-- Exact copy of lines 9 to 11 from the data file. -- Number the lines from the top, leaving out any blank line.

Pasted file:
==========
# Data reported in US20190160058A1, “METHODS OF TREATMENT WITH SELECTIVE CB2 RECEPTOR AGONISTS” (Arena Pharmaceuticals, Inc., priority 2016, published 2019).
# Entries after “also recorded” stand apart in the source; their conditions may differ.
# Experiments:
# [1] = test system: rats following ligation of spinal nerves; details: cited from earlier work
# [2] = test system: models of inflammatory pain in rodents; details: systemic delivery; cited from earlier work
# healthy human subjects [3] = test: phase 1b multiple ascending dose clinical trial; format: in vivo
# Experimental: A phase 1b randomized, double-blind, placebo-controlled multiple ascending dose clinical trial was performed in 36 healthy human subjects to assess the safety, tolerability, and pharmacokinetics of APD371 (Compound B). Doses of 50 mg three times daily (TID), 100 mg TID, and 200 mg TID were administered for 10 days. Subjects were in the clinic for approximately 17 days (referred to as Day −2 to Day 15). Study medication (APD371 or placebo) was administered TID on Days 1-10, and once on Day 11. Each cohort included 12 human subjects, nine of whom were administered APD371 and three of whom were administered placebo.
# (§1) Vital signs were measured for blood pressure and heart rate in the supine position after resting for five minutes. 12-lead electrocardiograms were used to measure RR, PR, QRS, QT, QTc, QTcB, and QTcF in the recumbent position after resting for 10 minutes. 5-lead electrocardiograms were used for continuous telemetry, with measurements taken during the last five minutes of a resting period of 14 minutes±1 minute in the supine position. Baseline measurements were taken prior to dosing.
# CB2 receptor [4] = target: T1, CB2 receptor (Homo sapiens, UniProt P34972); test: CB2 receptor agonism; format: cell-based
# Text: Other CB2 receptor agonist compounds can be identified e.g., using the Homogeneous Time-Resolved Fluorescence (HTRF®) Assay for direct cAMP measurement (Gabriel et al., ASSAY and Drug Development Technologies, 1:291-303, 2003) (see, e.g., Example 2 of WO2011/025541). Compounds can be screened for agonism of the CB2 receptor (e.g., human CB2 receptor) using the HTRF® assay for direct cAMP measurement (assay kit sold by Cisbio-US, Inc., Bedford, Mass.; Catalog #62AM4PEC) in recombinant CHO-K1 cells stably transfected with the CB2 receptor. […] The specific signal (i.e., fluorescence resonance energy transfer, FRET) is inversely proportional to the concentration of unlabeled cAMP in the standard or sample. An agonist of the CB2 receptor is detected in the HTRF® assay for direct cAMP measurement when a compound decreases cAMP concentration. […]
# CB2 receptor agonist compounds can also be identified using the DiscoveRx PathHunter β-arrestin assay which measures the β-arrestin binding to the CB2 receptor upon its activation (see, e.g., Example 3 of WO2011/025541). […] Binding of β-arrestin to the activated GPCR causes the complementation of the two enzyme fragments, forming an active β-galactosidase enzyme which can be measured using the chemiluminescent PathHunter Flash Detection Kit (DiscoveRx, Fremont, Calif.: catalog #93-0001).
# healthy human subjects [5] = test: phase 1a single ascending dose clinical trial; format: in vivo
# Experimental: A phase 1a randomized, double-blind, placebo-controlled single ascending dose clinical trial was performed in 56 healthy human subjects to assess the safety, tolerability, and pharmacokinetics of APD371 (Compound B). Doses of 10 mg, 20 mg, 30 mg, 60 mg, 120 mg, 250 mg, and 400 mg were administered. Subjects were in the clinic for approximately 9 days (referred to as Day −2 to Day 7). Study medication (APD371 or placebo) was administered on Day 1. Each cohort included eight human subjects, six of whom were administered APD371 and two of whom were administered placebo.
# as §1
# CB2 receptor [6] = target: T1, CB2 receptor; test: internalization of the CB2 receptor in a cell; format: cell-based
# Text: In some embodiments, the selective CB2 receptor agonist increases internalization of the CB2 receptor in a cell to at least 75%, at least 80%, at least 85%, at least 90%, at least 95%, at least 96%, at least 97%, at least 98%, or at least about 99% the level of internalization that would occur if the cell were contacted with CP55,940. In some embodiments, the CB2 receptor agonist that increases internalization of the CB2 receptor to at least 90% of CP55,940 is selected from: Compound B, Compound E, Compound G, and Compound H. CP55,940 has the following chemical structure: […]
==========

# CB2 receptor [4] = target: T1, CB2 receptor (Homo sapiens, UniProt P34972); test: CB2 receptor agonism; format: cell-based
# Text: Other CB2 receptor agonist compounds can be identified e.g., using the Homogeneous Time-Resolved Fluorescence (HTRF®) Assay for direct cAMP measurement (Gabriel et al., ASSAY and Drug Development Technologies, 1:291-303, 2003) (see, e.g., Example 2 of WO2011/025541). Compounds can be screened for agonism of the CB2 receptor (e.g., human CB2 receptor) using the HTRF® assay for direct cAMP measurement (assay kit sold by Cisbio-US, Inc., Bedford, Mass.; Catalog #62AM4PEC) in recombinant CHO-K1 cells stably transfected with the CB2 receptor. […] The specific signal (i.e., fluorescence resonance energy transfer, FRET) is inversely proportional to the concentration of unlabeled cAMP in the standard or sample. An agonist of the CB2 receptor is detected in the HTRF® assay for direct cAMP measurement when a compound decreases cAMP concentration. […]
# CB2 receptor agonist compounds can also be identified using the DiscoveRx PathHunter β-arrestin assay which measures the β-arrestin binding to the CB2 receptor upon its activation (see, e.g., Example 3 of WO2011/025541). […] Binding of β-arrestin to the activated GPCR causes the complementation of the two enzyme fragments, forming an active β-galactosidase enzyme which can be measured using the chemiluminescent PathHunter Flash Detection Kit (DiscoveRx, Fremont, Calif.: catalog #93-0001).